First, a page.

I am posting this completely out of order, but it's something that needs to be said. I have been seeing some comments pop up about MAME and how there is co-development on reverse engineering the 4000 going on.
This isn't true. Well, partially isn't true. I did get the ball rolling though. Getting it working in MAME vs Reverse Engineering the hardware are two very different things here.
I got a MAMEdev involved for what I thought was to help me develop software and be able to debug/trace it without trying to do something wonky on the original machine. But I was mistaken here, I actually contacted the MAMEdev to see if it was possible to make a 4000 emulation inside MAME, so I could attempt to step-through and trace the ORIGINAL ROMs. I was still very new to 68K. Kinda still am, but I have the basics down.
It was easier at the time for me to figure out what each instruction was doing in the ROM to get a better understanding of what is going on, but eventually I decided against persuing that avenue for now. Maybe I would circle back around to it later.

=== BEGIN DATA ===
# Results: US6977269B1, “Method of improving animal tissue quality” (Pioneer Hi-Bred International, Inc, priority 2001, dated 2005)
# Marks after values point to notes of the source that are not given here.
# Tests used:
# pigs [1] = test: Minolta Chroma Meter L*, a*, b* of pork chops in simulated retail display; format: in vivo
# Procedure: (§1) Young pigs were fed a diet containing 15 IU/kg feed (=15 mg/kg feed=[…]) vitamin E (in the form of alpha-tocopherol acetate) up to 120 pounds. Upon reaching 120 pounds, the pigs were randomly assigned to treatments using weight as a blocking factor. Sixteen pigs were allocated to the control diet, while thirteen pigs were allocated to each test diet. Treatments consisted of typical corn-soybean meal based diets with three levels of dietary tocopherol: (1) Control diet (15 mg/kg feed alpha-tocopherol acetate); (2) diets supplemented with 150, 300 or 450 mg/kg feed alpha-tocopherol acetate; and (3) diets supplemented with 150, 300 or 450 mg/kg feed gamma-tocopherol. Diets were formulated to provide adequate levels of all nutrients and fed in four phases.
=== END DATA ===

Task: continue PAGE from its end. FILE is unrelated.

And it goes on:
Plus, I still didn't know all the fine details yet to finish up the emulation driver for MAME. I still don't "entirely" know how the framebuffer works, but I know what all the commands do now. (I will get into these later).
I would actually like to circle back around eventually and get MAME working. Someday..... my projects list is getting more full by the minute :-/
I know this may sound like I am feeding the trolls, but it must be said. Here is my conversation with a MAME developer on the subject, including me sending him all my notes and schematics so he could write the MAME driver:
Sorry for all the drivel, but I had to clarify the data here, and the real information as to what went on. Why? I suppose to try and prevent as much mis-information as possible.
For accuracy purposes. I stand by my decision for letting MAME in on this as well, I think it will be a useful tool to messing with the 4000's ecosystem.
Now, back to our regularly scheduled programming...